Greg Clarke: A Bit of A Dinlow Moment?
‘Dinlow’ is proper Pompey. It is used, often affectionately, to someone who has said or done something idiotic. If Greg Clarke has not been a ‘bit of a din’ in his statement regarding Portsmouth Football Club yesterday then he is guilty of being either over-simplistic or disingenuous, I feel. He certainly hasn’t helped the odds on the survival of the club. He has, very kindly, ‘warned Portsmouth he fears they are on the verge of liquidation,’ according to Sky Sports. Well, no sugar Sherlock! Down at Pompey we are wondering if Clarke has been residing on another planet for a while.
‘The debts at that club are immense, we are talking tens of millions of pounds,’ the erudite Clarke continued. This the same erudite man on whose watch the FL passed the erstwhile Vladimir Antonov as a fit and proper owner for Portsmouth Football club; Antonov who was shot at by Chechens, refused a banking licence by the FSA, with whom General Motors would not trade and who now awaits extradition from the UK to face charges of alleged money laundering and fraud in Lithuania.
Mr Clarke told the Government Enquiry into football governance in February last year that, ‘If I had to list the 10 things about football that keep me awake at night, it would be debt one to 10.’ Pompey fans could say the same. Mr Clarke and the Football League have murdered their sleep with their Catch 22 rules in regard to debt in the Championship. You know the ones, they say you can financially dope your club as much as you like as long as you pay the bills but as soon as you can’t we will take points from you and call you cheats. So fans might hope that Clarke ‘may sleep no more’ as a result. They wonder just what Mr Clarke was thinking allowing an owner to load another £10m of debt onto a club with a £16m CVA to pay and a charge from a previous owner on the ground. All that on top of allowing a deal for the purchase of the club on the never-never.
It was the failure of Antonov’s company CSI to pay former owner Balram Chainrai the second instalment of the £17m purchase price that tipped that company into administration. Chainrai took out a charge on CSI for what he was owed as soon as Antonov’s assets were frozen by his arrest warrant. This is turn starved Pompey of the cash flow it needed to maintain its running costs. Running costs inflated by the wages of players bought in by Antonov’s injection of his ‘loaned’ £10.5m. CSI gave the club an £18m credit facility – a facility they were never in a position to properly guarantee. In effect the Football League have overseen the club accruing £58m worth of debt since its last administration, most of which seems to be owed to previous owners. The Football League say they cannot afford to investigate new owners to sufficiently guarantee they are financially sound. Perhaps Mr Clarke should have spent his sleepless nights on Google.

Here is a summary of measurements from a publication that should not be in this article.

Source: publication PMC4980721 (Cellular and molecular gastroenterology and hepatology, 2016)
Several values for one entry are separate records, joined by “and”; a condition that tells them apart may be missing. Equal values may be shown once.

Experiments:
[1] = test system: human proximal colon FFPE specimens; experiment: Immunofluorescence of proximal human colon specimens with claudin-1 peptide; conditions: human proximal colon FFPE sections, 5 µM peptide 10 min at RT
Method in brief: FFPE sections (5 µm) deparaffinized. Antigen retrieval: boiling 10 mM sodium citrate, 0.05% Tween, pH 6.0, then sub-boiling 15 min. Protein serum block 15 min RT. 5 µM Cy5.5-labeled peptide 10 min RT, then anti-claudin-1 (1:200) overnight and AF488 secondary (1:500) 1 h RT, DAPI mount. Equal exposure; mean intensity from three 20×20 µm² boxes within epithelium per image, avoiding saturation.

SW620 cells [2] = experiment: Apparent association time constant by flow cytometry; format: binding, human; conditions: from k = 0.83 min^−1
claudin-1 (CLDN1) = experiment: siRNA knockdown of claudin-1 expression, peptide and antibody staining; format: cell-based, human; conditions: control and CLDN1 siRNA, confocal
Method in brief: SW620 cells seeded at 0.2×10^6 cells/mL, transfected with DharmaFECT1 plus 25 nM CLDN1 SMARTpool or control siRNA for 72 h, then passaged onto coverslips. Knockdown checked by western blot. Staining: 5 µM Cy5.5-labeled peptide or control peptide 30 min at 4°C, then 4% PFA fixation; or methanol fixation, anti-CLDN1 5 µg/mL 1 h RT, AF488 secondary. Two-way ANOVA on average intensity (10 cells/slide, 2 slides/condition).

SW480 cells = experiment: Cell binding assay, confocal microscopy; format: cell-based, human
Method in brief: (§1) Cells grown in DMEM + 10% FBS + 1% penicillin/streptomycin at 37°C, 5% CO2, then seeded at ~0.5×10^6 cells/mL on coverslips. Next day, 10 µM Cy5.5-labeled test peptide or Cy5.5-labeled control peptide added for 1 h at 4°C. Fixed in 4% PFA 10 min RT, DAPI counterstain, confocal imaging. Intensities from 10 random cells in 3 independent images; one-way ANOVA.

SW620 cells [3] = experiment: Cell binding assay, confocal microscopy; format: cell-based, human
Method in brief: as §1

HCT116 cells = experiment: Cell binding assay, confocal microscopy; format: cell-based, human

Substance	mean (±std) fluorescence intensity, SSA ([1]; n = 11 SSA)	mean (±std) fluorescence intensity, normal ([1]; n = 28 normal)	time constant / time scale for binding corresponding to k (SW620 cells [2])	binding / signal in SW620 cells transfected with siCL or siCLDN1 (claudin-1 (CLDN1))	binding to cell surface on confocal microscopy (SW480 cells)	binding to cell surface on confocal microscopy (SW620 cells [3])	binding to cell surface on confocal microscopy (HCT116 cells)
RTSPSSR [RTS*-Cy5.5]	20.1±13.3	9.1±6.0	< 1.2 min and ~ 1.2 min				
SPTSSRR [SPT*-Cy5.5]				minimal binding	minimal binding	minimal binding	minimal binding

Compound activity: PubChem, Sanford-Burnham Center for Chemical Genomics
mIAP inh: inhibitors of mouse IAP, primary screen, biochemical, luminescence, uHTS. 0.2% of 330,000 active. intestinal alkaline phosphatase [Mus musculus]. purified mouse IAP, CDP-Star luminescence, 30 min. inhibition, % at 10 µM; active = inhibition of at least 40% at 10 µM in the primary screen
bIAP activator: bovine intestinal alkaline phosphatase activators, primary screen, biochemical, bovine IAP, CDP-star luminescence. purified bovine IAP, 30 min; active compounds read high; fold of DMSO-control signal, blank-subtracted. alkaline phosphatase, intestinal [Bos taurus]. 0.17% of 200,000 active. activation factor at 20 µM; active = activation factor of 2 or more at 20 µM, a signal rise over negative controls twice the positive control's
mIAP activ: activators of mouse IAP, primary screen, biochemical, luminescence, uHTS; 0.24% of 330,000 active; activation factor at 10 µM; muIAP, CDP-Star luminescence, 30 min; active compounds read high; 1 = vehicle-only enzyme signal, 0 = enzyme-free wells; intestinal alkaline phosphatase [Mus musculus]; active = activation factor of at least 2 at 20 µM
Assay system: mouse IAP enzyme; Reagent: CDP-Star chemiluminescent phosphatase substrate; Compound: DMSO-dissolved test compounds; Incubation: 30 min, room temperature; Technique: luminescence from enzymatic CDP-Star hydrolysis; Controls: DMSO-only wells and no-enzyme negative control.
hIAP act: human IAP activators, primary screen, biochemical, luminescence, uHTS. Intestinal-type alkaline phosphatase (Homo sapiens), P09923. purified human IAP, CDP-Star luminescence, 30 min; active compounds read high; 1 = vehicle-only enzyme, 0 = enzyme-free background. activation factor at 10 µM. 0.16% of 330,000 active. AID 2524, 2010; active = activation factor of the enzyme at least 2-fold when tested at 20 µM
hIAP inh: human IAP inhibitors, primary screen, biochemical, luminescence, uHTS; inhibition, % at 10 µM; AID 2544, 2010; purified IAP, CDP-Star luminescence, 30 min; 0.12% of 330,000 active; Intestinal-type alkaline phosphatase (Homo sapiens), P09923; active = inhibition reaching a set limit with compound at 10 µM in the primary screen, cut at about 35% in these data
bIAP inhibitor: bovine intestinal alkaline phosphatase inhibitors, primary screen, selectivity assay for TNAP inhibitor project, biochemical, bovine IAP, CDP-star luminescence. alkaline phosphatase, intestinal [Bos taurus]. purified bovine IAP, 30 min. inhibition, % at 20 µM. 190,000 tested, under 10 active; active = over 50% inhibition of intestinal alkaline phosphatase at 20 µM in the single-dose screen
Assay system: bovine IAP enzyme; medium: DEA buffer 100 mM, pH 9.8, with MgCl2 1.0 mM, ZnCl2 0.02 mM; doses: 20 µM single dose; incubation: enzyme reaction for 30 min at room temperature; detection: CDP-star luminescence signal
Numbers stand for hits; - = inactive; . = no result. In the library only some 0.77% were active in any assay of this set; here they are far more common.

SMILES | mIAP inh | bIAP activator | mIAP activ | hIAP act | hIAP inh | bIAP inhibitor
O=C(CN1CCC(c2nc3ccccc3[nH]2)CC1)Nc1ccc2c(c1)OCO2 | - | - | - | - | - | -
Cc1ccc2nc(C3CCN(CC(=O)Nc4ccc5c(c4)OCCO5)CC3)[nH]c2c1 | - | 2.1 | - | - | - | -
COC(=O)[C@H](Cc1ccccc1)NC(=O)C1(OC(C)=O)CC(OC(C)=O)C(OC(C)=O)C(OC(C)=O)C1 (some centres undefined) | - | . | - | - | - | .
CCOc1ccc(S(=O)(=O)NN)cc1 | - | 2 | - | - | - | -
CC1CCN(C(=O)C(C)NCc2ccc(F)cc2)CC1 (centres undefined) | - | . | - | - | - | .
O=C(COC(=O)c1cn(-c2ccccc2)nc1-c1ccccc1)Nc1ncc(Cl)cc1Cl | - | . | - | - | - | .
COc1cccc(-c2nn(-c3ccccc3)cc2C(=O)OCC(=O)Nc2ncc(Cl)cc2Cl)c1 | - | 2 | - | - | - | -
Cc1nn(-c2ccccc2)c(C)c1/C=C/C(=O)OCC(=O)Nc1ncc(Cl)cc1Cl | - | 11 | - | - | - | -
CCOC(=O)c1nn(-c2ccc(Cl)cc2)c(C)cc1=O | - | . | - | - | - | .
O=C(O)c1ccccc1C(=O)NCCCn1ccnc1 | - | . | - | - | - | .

Having allowed the club to accrue this debt, Clarke’s answer to its dilemma is illuminating: ‘Unless someone comes with significant capital to invest in that club, the club will be liquidated by the administrators. So it all depends if someone turns up with millions of pounds to invest …’ In other words, someone needs to come in and add to the debt burden of a club with a 20,000 capacity ground that is in serious need of redevelopment, no training facilities, and no team to speak of. The administrator is currently in the process of attempting re-home several expensive players in the hope of paying off the deferred wages from earlier in the season. Meanwhile ordinary employees are either made redundant or having their hours cut as the club struggles to find running costs for beyond the end of May. Nice one Mr Clarke. Let’s perpetuate the problems, why not? Perhaps we can find a Middle Eastern despot to fill the bill. Excuse my obvious bitterness, but Clarke shows the wide gap in understanding of the game that exists between the administrators and the people whose money ultimately sustains it – the fans.
Clarke continues to extrapolate on this theme: ‘The size of that bill may be too big for the local fans, I think the people of Portsmouth are doing their best to raise money, but it’s a big ask to raise tens of millions of pounds from football fans.’ Recovering breath from the patronising tone of this statement, one is brought to wonder at Clarke’s lack of understanding of how insolvency works, particularly for someone who loses so much sleep over debt in the game. So lets clear this one up for him.